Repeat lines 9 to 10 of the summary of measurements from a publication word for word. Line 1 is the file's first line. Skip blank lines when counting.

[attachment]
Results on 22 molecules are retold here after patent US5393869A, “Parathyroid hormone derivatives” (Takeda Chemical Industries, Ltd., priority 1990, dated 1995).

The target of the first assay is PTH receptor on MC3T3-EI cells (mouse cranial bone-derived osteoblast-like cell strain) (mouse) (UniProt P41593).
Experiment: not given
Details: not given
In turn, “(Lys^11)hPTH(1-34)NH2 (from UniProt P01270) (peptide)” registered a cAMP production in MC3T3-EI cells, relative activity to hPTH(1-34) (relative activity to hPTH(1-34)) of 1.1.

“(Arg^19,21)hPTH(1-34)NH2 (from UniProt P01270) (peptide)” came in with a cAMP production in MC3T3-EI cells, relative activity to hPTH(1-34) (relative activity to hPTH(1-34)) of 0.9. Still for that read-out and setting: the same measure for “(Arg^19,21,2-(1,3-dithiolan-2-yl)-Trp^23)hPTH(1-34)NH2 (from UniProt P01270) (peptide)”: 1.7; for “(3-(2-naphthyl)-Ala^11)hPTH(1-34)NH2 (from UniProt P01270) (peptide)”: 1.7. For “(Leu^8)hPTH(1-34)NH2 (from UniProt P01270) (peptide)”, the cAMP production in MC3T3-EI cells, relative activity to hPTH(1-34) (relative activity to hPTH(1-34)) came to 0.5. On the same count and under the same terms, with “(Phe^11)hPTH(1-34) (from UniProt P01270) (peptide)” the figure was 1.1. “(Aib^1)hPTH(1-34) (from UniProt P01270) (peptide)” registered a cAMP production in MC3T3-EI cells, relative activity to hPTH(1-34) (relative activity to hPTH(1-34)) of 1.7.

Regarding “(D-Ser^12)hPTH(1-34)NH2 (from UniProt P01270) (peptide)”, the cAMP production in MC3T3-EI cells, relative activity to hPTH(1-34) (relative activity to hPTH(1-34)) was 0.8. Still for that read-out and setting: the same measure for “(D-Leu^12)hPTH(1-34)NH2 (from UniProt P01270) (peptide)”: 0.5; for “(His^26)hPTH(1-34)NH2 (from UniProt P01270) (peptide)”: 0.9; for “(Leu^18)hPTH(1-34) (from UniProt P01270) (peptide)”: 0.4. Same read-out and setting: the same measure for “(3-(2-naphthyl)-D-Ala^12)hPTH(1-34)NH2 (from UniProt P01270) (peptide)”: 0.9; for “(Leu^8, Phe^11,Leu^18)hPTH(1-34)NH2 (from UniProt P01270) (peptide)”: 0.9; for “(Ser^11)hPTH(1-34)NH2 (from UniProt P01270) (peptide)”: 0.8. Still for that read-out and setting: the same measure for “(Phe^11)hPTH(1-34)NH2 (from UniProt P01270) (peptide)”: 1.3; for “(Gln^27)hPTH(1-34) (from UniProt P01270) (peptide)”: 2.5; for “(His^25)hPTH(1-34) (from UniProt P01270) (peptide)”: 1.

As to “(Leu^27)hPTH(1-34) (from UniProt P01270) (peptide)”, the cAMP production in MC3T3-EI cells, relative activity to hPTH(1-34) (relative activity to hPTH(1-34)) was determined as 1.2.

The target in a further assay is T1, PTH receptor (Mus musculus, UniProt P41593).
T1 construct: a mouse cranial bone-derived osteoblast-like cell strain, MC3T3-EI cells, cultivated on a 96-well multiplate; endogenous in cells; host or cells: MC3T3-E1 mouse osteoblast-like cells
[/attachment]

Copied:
The target in a further assay is T1, PTH receptor (Mus musculus, UniProt P41593).
T1 construct: a mouse cranial bone-derived osteoblast-like cell strain, MC3T3-EI cells, cultivated on a 96-well multiplate; endogenous in cells; host or cells: MC3T3-E1 mouse osteoblast-like cells